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Response to UTUSN (Reply #3)

Sat Jun 26, 2021, 02:44 PM

29. History from Alfred McCoy and Christopher Simpson

Surveillance Blowback: The Making of the U.S. Surveillance State, 1898-2020

For well over a century, what might be called ‘surveillance blowback’ from America’s wars has ensured the creation of an ever more massive and omnipresent internal security and surveillance apparatus. Its future (though not ours) looks bright indeed.

By Alfred W. McCoy
July 15, 2013 by TomDispatch.com

The American surveillance state is now an omnipresent reality, but its deep history is little known and its future little grasped. Edward Snowden’s leaked documents reveal that, in a post-9/11 state of war, the National Security Agency (NSA) was able to create a surveillance system that could secretly monitor the private communications of almost every American in the name of fighting foreign terrorists. The technology used is state of the art; the impulse, it turns out, is nothing new. For well over a century, what might be called “surveillance blowback” from America’s wars has ensured the creation of an ever more massive and omnipresent internal security and surveillance apparatus. Its future (though not ours) looks bright indeed.

In 1898, Washington occupied the Philippines and in the years that followed pacified its rebellious people, in part by fashioning the world’s first full-scale ‘surveillance state’ in a colonial land. The illiberal lessons learned there then migrated homeward, providing the basis for constructing America’s earliest internal security and surveillance apparatus during World War I. A half-century later, as protests mounted during the Vietnam War, the FBI, building on the foundations of that old security structure, launched large-scale illegal counterintelligence operations to harass antiwar activists, while President Richard Nixon’s White House created its own surveillance apparatus to target its domestic enemies.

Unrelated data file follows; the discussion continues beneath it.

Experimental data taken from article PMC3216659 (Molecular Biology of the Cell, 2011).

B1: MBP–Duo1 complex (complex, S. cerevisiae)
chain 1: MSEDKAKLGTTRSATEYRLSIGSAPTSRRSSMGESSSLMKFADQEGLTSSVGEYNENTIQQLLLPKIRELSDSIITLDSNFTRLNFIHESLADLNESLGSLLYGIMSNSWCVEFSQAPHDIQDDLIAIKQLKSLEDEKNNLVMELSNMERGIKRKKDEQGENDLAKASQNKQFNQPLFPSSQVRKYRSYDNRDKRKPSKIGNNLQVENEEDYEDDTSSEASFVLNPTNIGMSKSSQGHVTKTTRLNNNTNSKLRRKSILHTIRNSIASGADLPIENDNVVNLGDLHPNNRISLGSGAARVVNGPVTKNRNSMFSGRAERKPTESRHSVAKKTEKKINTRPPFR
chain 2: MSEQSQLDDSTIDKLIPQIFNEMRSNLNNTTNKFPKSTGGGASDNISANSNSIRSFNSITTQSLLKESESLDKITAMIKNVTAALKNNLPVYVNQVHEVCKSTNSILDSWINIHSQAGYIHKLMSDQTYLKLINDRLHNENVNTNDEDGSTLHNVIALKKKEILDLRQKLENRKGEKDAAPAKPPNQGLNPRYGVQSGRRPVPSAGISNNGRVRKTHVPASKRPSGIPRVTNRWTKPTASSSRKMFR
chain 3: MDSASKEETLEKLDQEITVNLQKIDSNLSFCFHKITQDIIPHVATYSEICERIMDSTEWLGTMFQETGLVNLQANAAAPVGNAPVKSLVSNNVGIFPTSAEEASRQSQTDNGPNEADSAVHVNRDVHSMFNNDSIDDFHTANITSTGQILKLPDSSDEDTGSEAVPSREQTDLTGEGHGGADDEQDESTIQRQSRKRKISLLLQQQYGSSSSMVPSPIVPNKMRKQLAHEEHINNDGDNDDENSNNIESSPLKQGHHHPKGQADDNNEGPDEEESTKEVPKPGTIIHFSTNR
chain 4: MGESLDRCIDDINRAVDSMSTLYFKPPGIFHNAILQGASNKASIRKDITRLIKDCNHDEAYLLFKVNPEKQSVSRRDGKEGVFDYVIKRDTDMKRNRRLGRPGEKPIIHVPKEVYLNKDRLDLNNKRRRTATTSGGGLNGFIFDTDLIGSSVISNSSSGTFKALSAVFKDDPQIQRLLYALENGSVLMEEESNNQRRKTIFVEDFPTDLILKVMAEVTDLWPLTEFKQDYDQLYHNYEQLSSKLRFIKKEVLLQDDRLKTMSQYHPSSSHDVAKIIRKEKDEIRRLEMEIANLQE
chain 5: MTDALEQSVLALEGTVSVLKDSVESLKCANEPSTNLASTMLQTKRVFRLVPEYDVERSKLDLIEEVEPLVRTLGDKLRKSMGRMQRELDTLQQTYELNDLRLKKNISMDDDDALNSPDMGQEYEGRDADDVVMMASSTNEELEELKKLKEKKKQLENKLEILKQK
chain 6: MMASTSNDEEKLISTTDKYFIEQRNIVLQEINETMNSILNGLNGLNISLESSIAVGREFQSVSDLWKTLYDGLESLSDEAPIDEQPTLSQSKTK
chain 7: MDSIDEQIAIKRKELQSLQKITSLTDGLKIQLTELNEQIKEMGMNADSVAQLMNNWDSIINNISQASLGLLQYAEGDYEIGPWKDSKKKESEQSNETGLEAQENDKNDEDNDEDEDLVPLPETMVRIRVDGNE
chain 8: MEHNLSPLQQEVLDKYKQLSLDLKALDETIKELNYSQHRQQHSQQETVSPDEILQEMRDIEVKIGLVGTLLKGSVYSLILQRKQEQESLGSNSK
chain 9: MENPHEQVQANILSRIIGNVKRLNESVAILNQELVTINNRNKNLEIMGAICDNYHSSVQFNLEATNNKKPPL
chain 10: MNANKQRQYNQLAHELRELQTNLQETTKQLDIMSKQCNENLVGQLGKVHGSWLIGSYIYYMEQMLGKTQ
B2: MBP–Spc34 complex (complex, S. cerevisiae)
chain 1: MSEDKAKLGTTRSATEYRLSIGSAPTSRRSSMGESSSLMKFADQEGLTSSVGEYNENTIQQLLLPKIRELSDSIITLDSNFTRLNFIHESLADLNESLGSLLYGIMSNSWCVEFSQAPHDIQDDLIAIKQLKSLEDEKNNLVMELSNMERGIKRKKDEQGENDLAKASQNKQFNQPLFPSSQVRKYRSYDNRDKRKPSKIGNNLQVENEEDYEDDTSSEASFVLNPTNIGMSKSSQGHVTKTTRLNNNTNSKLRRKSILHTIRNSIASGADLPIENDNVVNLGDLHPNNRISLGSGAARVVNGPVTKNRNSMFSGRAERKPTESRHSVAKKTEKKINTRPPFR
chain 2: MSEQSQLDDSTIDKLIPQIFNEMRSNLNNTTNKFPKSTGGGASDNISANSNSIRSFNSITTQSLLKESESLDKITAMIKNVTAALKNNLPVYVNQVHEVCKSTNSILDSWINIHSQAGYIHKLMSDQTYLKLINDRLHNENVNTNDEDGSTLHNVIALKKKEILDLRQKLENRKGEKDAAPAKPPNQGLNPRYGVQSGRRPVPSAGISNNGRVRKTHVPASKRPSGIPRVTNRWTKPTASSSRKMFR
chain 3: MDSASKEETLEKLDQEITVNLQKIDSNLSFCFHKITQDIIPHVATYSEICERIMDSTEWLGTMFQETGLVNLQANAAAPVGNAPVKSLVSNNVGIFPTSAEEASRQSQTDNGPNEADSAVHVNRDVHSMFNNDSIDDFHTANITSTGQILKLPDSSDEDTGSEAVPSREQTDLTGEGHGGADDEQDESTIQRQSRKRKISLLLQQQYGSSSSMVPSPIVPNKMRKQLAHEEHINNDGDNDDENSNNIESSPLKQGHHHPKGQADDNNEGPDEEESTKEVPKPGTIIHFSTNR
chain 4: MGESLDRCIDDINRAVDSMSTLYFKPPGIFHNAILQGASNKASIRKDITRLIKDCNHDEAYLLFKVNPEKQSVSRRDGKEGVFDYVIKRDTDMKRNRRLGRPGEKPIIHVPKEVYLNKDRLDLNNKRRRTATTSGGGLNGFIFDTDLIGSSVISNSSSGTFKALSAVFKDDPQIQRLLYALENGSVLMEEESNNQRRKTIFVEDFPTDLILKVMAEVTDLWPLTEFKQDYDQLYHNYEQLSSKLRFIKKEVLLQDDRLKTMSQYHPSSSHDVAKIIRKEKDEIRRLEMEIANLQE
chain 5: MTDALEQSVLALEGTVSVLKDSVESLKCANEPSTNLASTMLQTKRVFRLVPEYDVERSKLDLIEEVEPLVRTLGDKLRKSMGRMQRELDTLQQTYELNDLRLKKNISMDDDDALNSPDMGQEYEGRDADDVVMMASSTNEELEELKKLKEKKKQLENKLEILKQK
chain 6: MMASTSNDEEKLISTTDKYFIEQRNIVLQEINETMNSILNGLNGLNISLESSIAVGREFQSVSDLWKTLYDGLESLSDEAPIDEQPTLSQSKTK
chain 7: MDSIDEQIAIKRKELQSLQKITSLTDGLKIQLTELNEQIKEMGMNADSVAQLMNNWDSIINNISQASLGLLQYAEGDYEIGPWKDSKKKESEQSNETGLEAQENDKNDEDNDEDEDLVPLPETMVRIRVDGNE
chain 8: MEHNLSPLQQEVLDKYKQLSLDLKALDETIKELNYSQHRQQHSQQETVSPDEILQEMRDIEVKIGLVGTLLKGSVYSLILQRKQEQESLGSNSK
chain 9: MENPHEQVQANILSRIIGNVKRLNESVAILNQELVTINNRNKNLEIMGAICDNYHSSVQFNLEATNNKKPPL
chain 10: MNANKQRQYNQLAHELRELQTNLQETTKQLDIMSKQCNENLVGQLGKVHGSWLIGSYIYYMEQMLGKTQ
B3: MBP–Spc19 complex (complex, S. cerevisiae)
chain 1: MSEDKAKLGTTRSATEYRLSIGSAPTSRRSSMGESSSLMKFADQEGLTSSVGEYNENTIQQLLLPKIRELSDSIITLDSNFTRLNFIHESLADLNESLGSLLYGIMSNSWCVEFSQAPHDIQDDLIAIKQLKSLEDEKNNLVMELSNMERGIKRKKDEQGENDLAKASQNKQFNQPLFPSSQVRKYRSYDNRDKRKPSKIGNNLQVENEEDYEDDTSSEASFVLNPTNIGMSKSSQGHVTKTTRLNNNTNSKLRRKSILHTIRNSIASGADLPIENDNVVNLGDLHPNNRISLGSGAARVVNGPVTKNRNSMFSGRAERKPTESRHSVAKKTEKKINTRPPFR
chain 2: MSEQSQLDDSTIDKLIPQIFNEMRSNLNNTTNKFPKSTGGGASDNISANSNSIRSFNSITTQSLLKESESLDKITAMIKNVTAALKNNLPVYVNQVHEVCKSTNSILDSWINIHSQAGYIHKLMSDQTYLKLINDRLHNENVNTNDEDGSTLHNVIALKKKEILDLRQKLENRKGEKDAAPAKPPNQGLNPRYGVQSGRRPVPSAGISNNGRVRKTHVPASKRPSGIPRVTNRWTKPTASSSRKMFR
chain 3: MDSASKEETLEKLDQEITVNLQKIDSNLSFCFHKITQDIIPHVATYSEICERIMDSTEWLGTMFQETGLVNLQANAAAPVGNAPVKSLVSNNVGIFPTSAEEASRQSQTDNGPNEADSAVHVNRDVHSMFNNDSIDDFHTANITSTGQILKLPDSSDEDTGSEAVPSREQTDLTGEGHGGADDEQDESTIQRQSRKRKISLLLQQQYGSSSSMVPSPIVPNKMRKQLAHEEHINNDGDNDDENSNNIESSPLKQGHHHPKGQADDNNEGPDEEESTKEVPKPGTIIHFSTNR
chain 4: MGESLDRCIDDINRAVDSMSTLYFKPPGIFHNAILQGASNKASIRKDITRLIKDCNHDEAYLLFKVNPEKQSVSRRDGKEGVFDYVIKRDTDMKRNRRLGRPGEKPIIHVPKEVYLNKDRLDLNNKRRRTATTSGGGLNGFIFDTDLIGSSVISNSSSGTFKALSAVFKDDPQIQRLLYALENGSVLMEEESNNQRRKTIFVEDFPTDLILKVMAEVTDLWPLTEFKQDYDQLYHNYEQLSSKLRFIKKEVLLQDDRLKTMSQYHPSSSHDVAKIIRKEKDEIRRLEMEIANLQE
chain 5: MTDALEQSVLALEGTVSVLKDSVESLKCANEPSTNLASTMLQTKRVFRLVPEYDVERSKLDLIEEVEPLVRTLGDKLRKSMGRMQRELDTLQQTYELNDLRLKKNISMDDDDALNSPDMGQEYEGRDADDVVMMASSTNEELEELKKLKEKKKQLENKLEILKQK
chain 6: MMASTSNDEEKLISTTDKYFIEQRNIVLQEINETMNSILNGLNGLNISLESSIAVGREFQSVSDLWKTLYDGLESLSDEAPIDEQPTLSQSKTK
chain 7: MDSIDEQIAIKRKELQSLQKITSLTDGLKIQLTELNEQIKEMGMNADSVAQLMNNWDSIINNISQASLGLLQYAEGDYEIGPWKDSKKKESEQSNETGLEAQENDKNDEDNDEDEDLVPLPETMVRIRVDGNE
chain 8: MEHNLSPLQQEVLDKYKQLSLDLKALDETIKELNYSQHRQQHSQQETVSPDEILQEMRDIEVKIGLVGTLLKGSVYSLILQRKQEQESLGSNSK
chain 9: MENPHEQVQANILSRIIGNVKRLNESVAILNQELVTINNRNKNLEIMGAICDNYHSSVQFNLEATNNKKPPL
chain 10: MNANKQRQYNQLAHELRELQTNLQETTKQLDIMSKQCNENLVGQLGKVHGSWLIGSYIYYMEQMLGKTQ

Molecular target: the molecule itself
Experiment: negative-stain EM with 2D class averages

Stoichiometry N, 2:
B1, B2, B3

In the aftermath of those wars, however, reformers pushed back against secret surveillance. Republican privacy advocates abolished much of President Woodrow Wilson’s security apparatus during the 1920s, and Democratic liberals in Congress created the FISA courts in the 1970s in an attempt to prevent any recurrence of President Nixon’s illegal domestic wiretapping.

Today, as Washington withdraws troops from the Greater Middle East, a sophisticated intelligence apparatus built for the pacification of Afghanistan and Iraq has come home to help create a twenty-first century surveillance state of unprecedented scope. But the past pattern that once checked the rise of a US surveillance state seems to be breaking down.

Despite talk about ending the war on terror one day, President Obama has left the historic pattern of partisan reforms far behind. In what has become a permanent state of ‘wartime’ at home, the Obama administration is building upon the surveillance systems created in the Bush years to maintain US global dominion in peace or war through a strategic, ever-widening edge in information control. The White House shows no sign - nor does Congress - of cutting back on construction of a powerful, global Panopticon that can surveil domestic dissidents, track terrorists, manipulate allied nations, monitor rival powers, counter hostile cyber strikes, launch preemptive cyberattacks, and protect domestic communications.

Writing for TomDispatch four years ago during Obama’s first months in office, I suggested that the War on Terror has “proven remarkably effective in building a technological template that could be just a few tweaks away from creating a domestic surveillance state - with omnipresent cameras, deep data-mining, nano-second biometric identification, and drone aircraft patrolling ‘the homeland.’"